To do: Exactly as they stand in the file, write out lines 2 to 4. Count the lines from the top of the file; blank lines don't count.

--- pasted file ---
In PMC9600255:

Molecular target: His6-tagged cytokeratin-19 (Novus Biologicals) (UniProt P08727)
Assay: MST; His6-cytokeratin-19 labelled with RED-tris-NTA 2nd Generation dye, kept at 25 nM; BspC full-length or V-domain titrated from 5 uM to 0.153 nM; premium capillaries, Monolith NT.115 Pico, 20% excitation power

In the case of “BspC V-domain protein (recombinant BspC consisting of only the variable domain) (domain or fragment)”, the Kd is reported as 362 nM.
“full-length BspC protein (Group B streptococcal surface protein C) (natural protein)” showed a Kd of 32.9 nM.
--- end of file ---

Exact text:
Molecular target: His6-tagged cytokeratin-19 (Novus Biologicals) (UniProt P08727)
Assay: MST; His6-cytokeratin-19 labelled with RED-tris-NTA 2nd Generation dye, kept at 25 nM; BspC full-length or V-domain titrated from 5 uM to 0.153 nM; premium capillaries, Monolith NT.115 Pico, 20% excitation power

In the case of “BspC V-domain protein (recombinant BspC consisting of only the variable domain) (domain or fragment)”, the Kd is reported as 362 nM.